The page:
Found, Near Water Book Tour
Found, Near Water
by Katherine Hayton
Rena Sutherland wakes from a coma into a mother’s nightmare. Her daughter’s is missing – lost for four days – but no one has noticed; no one has complained; no one has been searching.
As the victim support officer assigned to her case, Christine Emmett puts aside her own problems as she tries to guide Rena through the maelstrom of her daughter’s disappearance.
A task made harder by an ex-husband desperate for control; a pedophile on early-release in the community; and a psychic who knows more than seems possible.
And intertwined throughout, the stories of six women; six daughters lost.
‘How’s your week been?’ Kendra asked as she leant back against the counter.
‘Nothing much happening. I seem to recall getting a good night’s sleep over a week ago, and that’s about it.’
‘Any new clients?’
I shrugged. There’d been some, but no one needing more than a few hours support so below the unspoken criteria.
There was a snort from the doorway as Terry made her way into the room. ‘Clients, huh? Thought they were victims?’
‘Not very PC love.’
‘Whatever. You’ll never guess what I found out today.’
I looked at her closely. The tone of her voice was off from the usual. Cynicism was her chief reaction to life, but now she had a measure of excitement. Excitement tinged with something else that I couldn’t put my finger on. Terry’s usually dull complexion was flushed with red as though she’d been sitting in front of a heater for too long.
‘They’ve released him.’
Kendra dropped a teaspoon into the sink, swore, and flinched against the noise. ‘Released who?’ she asked idly as she fished down into the disposal unit to try to retrieve her cutlery.
I stared at her as reality dawned.
Kendra was still fiddling about at the sink. ‘Released who?’ she repeated, and then turned around as the silence lengthened.
‘But it’s only been six years, hasn’t it?’
Terry nodded. Her colour may have been high already, but she still managed to grow more flushed by the second.
‘Six years, five months and twenty three days,’ she whispered.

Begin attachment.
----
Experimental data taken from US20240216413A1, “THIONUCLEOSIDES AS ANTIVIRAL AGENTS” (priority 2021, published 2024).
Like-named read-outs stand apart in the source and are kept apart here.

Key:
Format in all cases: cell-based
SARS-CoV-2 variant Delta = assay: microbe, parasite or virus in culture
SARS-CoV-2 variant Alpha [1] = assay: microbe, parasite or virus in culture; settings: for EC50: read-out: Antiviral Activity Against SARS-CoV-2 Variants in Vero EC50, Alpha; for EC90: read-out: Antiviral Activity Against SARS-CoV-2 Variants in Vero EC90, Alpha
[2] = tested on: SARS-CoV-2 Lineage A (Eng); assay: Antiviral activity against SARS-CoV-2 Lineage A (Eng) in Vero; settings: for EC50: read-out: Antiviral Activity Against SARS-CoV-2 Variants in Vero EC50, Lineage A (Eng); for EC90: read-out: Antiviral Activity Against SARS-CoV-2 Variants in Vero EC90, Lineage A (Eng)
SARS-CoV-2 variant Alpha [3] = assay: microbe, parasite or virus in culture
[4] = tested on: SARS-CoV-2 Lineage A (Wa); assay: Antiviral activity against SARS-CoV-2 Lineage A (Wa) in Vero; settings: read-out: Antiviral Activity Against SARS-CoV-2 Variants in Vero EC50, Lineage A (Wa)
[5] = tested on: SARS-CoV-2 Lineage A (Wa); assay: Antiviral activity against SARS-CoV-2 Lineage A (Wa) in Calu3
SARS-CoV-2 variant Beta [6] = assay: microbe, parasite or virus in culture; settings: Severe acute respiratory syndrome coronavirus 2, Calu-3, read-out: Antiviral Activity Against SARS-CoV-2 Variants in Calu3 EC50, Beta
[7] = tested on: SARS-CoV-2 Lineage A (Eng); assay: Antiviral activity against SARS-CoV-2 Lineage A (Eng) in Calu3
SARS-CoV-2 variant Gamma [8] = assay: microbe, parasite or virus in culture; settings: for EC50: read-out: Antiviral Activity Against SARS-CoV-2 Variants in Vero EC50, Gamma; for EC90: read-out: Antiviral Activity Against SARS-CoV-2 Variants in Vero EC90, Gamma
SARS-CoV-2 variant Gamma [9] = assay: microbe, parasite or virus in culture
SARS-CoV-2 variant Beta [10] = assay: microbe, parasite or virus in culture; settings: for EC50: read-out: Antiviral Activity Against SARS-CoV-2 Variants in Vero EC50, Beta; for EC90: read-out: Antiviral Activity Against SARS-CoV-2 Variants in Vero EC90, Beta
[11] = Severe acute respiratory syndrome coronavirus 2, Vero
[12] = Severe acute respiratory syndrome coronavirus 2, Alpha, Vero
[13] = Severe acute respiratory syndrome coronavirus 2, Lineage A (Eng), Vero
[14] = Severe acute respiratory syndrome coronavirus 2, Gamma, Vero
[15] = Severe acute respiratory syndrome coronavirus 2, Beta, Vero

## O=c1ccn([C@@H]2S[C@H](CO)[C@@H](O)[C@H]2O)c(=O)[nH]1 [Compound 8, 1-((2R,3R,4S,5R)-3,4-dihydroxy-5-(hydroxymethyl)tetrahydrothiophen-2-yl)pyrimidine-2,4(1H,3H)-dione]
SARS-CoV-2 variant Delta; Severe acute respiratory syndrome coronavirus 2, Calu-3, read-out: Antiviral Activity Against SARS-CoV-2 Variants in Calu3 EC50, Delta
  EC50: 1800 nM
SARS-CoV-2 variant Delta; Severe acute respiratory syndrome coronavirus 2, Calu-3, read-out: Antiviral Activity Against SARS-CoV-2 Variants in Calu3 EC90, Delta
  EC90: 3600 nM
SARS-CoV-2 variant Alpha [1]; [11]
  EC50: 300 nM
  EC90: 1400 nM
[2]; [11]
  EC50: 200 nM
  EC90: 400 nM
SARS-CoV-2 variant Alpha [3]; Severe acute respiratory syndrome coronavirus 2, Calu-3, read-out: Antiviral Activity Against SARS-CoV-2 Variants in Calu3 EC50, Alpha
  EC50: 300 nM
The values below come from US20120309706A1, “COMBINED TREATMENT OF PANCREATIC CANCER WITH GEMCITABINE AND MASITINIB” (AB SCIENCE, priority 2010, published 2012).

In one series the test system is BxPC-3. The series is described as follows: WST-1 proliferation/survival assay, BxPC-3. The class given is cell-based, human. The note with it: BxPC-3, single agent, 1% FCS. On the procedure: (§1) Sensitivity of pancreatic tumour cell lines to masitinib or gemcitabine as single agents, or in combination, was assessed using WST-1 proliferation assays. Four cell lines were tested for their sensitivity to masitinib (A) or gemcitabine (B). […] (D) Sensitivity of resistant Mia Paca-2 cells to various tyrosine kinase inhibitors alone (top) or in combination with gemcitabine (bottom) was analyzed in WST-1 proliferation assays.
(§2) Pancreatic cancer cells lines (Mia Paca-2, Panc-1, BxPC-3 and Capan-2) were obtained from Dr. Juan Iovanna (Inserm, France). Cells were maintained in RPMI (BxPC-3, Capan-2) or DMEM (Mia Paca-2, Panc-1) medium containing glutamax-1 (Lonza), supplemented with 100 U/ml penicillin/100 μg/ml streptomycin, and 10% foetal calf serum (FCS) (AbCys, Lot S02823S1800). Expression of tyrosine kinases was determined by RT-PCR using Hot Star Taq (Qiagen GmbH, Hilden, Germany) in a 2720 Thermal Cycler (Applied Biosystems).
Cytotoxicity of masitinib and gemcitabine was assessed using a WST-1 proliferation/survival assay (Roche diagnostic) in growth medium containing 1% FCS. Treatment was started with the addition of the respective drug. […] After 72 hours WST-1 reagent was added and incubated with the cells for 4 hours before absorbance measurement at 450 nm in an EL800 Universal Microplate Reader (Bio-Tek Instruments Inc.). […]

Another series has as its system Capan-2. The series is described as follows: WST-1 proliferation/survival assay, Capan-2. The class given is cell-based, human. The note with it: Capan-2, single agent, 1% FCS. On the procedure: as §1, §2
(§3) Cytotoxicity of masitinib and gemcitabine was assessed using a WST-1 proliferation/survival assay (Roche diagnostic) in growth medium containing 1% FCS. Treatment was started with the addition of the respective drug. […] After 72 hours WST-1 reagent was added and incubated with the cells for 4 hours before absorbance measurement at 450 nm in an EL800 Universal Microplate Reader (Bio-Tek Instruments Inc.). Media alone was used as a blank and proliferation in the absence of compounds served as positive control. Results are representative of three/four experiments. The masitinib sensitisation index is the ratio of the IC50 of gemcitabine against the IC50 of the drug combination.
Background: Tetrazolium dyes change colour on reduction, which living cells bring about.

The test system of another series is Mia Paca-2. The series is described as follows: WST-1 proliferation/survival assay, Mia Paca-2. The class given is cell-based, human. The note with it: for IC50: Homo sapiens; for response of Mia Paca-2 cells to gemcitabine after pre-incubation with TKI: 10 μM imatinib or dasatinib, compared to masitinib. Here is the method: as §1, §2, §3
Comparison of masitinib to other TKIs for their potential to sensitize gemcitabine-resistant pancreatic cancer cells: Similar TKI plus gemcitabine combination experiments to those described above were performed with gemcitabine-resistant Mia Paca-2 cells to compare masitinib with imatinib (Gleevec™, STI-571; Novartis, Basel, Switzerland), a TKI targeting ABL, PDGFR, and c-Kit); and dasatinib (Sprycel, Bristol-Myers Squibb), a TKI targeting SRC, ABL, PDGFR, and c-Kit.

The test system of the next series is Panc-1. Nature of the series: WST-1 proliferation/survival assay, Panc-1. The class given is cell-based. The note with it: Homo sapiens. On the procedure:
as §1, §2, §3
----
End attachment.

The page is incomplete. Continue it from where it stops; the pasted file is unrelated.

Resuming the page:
Ever since I was three year’s old I’ve been reading everything I can lay my hands on. It’s been my passion, my solace, my comfort. I used to look forward to Wednesday nights which were the time that my mother would take me, and any of my siblings who wanted to go – so usually just me, to the library.
It would be wonderful, thrilling, and risky. I was only able to take three books out each week, and only one of those could get a free pass on fees. If I picked the wrong one I would be stuck with it for a whole week. Not only stuck with it, but I’d have to read a bad book cover to cover because otherwise I’d have to do something else, and that was not really what I was after. I did go outside, and played outside, and watched TV like any normal kid, but that was just stuff you filled in time with until you could read again.
Throughout my childhood there was never anything I wanted to do but become a writer – it seemed the only natural progression to my life. Then I crawled inside a bottle for fourteen years, and when I popped back out I was working in an office job in a travel agency, my mother was dead, and I was clueless as to how I was meant to get my life back on track.
About the time I started to seriously study the craft of writing, something that used to come naturally to me but had grown incredibly hard through lack of use, I also had a change in career path into insurance (not as big a change as it might seem as it was really from one office job to another with a brighter future and better career path.) I started to challenge myself in my professional life, and my personal life, so instead of focussing in on writing I instead tried out a range of different hobbies, followed up on fleeting interests, tried to learn to play the saxophone which my partner was glad was a short-lived affair, and generally did all of the things I should’ve spent my teens and twenties doing but hadn’t.
But of course I always circled back to writing. Reading and writing. My passion remains the same but instead of skimming widely across any and all genres I’ve narrowed down and done a deep-dive into crime fiction which has been my favourite for over a decade now.
I love the fact that I’ve been reading the same genre of fiction for more than ten years now, and still find new and interesting things with every book that I pick up. Now I’m trying to bring something new and unique to me to the genre. And soon I might finally get back on track to being the person that I always wanted to be.
Amazon Author Page: http://amazon.com/author/katherinehayton
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